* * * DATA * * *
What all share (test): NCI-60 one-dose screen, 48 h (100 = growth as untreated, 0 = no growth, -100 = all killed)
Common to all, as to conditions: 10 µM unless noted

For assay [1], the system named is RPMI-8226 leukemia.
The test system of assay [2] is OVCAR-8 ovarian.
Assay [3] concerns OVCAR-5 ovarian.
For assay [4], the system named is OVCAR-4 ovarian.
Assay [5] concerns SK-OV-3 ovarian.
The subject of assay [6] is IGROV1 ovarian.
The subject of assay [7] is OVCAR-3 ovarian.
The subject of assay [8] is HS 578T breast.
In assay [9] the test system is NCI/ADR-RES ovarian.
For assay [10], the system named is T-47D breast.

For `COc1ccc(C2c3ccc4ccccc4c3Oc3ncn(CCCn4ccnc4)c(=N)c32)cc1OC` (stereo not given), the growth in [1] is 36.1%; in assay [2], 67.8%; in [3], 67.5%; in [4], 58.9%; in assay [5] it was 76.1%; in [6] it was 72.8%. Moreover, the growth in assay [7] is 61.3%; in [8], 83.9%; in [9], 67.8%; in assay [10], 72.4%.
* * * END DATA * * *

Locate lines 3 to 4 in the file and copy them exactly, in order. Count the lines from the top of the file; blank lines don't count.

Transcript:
For assay [1], the system named is RPMI-8226 leukemia.
The test system of assay [2] is OVCAR-8 ovarian.